London slaughter: Al-Qaeda or Al-Shabab, what difference does it make?

Every time we have a terror incident somewhere in the world, the media and the politicians want to know whether the event or the group involved was affiliated with Al-Qaeda.  What difference does it make?

In fact, in March of 2009 I went to hear testimony before the US Senate Homeland Security Committee and I was amazed to hear Senators Lieberman and Collins almost audibly give a sigh of relief to hear that the Somali youths (US citizens!) who had left the US for Jihad training in East Africa were only going to join Al-Shabab (sometimes spelled Al-Shabaab) which had, at that point in time, not been formally connected to Al-Qaeda.

Michael Adebolajo with Anjem Choudary at London pro-Islam demonstration in 2007

As a matter of fact, Obama does it all the time.  He says this group or that incident was not connected to Al-Qaeda, implying that it isn’t too bad unless A-Q is behind it.

My point is that it’s the Islamic ideology driving these Jihad attacks, and it makes no difference which group is involved (or no group for that matter!).

I see the New York Times is more interested in the ritualistic slaughter of a British soldier now that a connection has been made to Al-Qaeda.

LONDON — Britain’s security agencies appeared headed for a period of deeply uncomfortable scrutiny after the government said Sunday that it had been aware for more than two years that one of the two men suspected of hacking an off-duty British soldier to death on a London street had ties to Al Qaeda.

A Foreign Office spokesman confirmed that the ministry had provided “consular assistance” in Kenya in 2010 to the man, Michael Adebolajo, 28, a British citizen of Nigerian descent. He had been arrested by the Kenyan police on suspicion of planning to join Al Shabab, an extremist group in Somalia that Britain has classified as a terrorist organization.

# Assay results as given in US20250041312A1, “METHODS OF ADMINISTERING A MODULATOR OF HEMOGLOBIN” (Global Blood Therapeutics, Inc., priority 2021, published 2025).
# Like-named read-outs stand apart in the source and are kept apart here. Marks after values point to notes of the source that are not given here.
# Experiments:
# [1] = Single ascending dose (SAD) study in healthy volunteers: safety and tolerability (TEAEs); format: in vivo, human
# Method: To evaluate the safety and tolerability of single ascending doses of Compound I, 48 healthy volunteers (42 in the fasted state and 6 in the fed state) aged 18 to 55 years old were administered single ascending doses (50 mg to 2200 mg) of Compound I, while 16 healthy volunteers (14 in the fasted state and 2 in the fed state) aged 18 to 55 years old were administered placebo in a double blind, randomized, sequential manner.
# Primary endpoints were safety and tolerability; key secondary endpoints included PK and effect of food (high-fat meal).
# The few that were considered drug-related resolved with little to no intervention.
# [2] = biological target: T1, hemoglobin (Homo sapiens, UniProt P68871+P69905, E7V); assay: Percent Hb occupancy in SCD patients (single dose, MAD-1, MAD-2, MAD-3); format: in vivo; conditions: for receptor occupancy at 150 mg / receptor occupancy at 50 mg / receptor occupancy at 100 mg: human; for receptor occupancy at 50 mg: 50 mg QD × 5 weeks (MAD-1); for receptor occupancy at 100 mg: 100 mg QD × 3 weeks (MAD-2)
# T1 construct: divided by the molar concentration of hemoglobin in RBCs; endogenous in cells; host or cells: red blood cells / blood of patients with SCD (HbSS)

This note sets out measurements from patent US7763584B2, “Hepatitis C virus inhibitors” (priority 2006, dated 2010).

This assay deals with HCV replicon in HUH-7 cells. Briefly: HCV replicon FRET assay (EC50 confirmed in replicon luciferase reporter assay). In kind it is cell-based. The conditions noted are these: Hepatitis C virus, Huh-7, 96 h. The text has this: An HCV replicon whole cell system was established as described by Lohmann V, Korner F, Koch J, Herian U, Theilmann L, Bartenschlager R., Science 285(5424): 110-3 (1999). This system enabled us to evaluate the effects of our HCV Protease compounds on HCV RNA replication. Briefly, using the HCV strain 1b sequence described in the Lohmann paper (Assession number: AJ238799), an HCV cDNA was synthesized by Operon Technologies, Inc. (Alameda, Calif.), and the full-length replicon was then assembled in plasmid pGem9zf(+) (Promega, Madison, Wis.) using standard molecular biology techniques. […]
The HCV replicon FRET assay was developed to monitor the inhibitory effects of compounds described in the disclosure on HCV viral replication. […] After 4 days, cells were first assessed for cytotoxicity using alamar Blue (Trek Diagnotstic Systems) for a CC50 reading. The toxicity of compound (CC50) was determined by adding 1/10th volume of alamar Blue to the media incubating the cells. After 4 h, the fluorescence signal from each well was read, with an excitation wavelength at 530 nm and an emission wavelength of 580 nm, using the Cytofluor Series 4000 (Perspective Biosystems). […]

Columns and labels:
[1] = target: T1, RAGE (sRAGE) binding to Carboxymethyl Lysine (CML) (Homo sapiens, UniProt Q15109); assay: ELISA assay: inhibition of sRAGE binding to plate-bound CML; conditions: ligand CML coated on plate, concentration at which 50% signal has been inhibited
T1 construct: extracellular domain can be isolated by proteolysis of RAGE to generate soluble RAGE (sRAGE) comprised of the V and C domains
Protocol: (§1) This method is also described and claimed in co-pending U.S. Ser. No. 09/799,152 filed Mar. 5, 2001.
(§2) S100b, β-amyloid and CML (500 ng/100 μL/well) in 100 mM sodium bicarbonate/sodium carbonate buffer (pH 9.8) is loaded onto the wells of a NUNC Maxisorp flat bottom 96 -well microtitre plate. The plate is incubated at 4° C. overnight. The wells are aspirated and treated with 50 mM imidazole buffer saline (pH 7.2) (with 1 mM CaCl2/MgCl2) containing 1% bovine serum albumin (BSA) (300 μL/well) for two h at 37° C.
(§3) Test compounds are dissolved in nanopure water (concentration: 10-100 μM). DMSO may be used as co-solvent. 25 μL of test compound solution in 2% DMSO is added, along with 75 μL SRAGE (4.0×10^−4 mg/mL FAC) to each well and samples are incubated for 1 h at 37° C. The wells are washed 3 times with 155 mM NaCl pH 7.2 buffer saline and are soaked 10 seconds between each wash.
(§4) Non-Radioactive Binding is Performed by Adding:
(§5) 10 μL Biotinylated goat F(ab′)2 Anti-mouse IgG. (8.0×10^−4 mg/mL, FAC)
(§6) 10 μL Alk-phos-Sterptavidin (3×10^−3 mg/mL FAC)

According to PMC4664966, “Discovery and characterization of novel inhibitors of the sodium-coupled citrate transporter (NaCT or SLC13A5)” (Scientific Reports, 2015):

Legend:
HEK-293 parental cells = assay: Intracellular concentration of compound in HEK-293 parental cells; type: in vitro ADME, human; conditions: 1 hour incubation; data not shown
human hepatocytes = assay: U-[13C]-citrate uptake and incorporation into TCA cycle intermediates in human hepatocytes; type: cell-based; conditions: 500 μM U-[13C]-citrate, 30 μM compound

Think about this next part.  When we, or the Brits, have either raised or “welcomed” and made them citizens these Jihadists are ours.  Kenya had every right to deport the future alleged killer, Adebolajo, back to his homeland—the UK!

But, to the US’s credit and to the shame of the UK, we did prosecute our “youths” (the ones we caught) who went back to Africa to join the Jihad.  In fact many Somalis (our citizens) were sentenced just recently here to jail time for doing what Adebolajo did.

Unfortunately, we did, however, go so far as to bring home a US citizen/Somali suicide bomber’s body to the US for a “decent” burial, here in 2008.

The Brits let Adebolajo return to his freedom in the UK.

In a statement on Sunday, the Foreign Office spokesman sought to tamp down the controversy, saying that the office’s role in the events in Kenya in November 2010 was limited to consular assistance to Mr. Adebolajo, “as normal for British nationals.” It did not address the Kenyan government’s statements that Mr. Adebolajo, using a false name, had been arrested near the Somali border with five Kenyan nationals while carrying Shabab literature.

Then there is the question of whether the MI5 was so stupid as to think they could recruit Adebolajo (was that in exchange for his freedom?).

The statement also did not address a claim made on BBC television on Friday night that Mr. Adebolajo spoke of rebuffing an attempt by MI5, the British domestic security agency, to recruit him. The claim was made by Ibrahim Hassan, a man who says he has links to Islamic extremist groups. Mr. Hassan said Mr. Adebolajo had told him that the recruitment attempt was made after he was deported from Kenya. British security officials quoted in the Sunday newspapers said that efforts to recruit Islamic extremists in such circumstances were common.


Mr. Hassan’s claims and his arrest added to a growing sense that inquiries into Mr. Rigby’s death are likely to delve into the murky world of the security agencies and their dealings with Islamic extremists.


Among the issues that the panel’s leading members have said they want to explore is whether MI5’s desire to penetrate groups with suspected terrorist ties had led to decisions not to prosecute people like Mr. Adebolajo under laws that bar Britons from engaging with terrorist organizations overseas. Security officials have said that MI5 viewed Mr. Adebolajo as posing a “low risk” of potential terrorism and did not think he needed close monitoring.

Read it all.

About the photo:  If you don’t know Choudary, learn more about him here.